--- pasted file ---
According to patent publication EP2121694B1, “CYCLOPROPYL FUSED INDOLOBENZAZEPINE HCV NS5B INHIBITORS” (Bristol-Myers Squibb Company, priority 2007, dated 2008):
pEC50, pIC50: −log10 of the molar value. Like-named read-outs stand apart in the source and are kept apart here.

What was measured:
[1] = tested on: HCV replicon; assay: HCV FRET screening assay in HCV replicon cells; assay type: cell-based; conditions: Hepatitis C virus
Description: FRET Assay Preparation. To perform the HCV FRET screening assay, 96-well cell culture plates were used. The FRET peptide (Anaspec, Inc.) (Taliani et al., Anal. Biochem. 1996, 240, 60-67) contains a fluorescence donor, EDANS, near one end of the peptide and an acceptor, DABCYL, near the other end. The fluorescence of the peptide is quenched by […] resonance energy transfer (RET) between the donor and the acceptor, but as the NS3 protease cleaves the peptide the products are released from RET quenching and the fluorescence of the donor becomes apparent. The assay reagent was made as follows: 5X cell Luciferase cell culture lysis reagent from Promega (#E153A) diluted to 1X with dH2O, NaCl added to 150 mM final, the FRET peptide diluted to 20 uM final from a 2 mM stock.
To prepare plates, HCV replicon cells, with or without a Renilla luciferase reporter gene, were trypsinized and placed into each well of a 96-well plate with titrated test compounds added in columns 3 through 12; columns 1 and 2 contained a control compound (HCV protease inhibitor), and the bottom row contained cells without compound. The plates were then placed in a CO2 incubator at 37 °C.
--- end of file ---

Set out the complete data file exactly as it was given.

According to patent publication EP2121694B1, “CYCLOPROPYL FUSED INDOLOBENZAZEPINE HCV NS5B INHIBITORS” (Bristol-Myers Squibb Company, priority 2007, dated 2008):
pEC50, pIC50: −log10 of the molar value. Like-named read-outs stand apart in the source and are kept apart here.

What was measured:
[1] = tested on: HCV replicon; assay: HCV FRET screening assay in HCV replicon cells; assay type: cell-based; conditions: Hepatitis C virus
Description: FRET Assay Preparation. To perform the HCV FRET screening assay, 96-well cell culture plates were used. The FRET peptide (Anaspec, Inc.) (Taliani et al., Anal. Biochem. 1996, 240, 60-67) contains a fluorescence donor, EDANS, near one end of the peptide and an acceptor, DABCYL, near the other end. The fluorescence of the peptide is quenched by […] resonance energy transfer (RET) between the donor and the acceptor, but as the NS3 protease cleaves the peptide the products are released from RET quenching and the fluorescence of the donor becomes apparent. The assay reagent was made as follows: 5X cell Luciferase cell culture lysis reagent from Promega (#E153A) diluted to 1X with dH2O, NaCl added to 150 mM final, the FRET peptide diluted to 20 uM final from a 2 mM stock.
To prepare plates, HCV replicon cells, with or without a Renilla luciferase reporter gene, were trypsinized and placed into each well of a 96-well plate with titrated test compounds added in columns 3 through 12; columns 1 and 2 contained a control compound (HCV protease inhibitor), and the bottom row contained cells without compound. The plates were then placed in a CO2 incubator at 37 °C.